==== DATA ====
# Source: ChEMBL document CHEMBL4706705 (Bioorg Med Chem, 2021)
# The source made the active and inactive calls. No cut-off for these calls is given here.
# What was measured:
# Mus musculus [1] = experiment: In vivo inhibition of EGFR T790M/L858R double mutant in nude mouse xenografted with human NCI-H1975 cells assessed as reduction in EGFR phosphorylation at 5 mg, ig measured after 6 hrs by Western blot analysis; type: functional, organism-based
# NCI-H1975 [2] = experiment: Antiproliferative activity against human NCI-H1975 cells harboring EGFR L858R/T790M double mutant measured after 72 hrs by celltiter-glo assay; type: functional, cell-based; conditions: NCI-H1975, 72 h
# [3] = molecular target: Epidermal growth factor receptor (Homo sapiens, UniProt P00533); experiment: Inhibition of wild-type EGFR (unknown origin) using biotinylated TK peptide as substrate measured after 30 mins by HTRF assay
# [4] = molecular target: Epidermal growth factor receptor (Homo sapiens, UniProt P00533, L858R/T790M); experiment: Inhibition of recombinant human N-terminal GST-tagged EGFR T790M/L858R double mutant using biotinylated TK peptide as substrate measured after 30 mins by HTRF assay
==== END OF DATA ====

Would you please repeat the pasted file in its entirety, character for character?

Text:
# Source: ChEMBL document CHEMBL4706705 (Bioorg Med Chem, 2021)
# The source made the active and inactive calls. No cut-off for these calls is given here.
# What was measured:
# Mus musculus [1] = experiment: In vivo inhibition of EGFR T790M/L858R double mutant in nude mouse xenografted with human NCI-H1975 cells assessed as reduction in EGFR phosphorylation at 5 mg, ig measured after 6 hrs by Western blot analysis; type: functional, organism-based
# NCI-H1975 [2] = experiment: Antiproliferative activity against human NCI-H1975 cells harboring EGFR L858R/T790M double mutant measured after 72 hrs by celltiter-glo assay; type: functional, cell-based; conditions: NCI-H1975, 72 h
# [3] = molecular target: Epidermal growth factor receptor (Homo sapiens, UniProt P00533); experiment: Inhibition of wild-type EGFR (unknown origin) using biotinylated TK peptide as substrate measured after 30 mins by HTRF assay
# [4] = molecular target: Epidermal growth factor receptor (Homo sapiens, UniProt P00533, L858R/T790M); experiment: Inhibition of recombinant human N-terminal GST-tagged EGFR T790M/L858R double mutant using biotinylated TK peptide as substrate measured after 30 mins by HTRF assay